Benefits from Freshwater Biodiversity

Freshwater biodiversity provides benefits to humans. This includes inland water fishing for food, aquaculture production, ornamental fish trade, recreational fishing, rice farming, harvest of a variety of other living resources, medicinal plants, fuel resources and ecological functions including primary production, provision of three dimensional habitat, biogeochemical recycling, pollutant remediation, moderation of nutrient pulses and population . Terrestrial and aquatic ecological functions have been estimated to be worth US $ 33 trillion per year globally. Freshwaters and their varied biodiversity form part of the Earth’s ecosphere which restores us spiritually, inspires us aesthetically and must be passed on to future generations. The Biodiversity Convention and the World’s Charter of Nature have emphasized that like all other life forms, freshwater organisms have an intrinsic right to survival and warrant respect.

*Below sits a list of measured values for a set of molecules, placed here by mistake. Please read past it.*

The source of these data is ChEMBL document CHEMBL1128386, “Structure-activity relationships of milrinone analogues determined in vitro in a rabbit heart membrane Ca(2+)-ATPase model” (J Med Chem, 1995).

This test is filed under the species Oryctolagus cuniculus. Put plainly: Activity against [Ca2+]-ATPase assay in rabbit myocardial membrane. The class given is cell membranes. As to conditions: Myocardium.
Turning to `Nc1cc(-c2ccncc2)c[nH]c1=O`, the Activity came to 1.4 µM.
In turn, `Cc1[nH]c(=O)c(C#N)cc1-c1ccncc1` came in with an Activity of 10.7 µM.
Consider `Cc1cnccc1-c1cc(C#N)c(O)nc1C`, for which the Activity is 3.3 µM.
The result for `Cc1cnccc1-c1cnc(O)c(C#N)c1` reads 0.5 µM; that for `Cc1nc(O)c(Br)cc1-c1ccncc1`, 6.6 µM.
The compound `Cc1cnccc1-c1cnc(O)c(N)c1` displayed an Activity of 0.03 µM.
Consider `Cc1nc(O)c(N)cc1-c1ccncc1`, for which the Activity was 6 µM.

Wetlands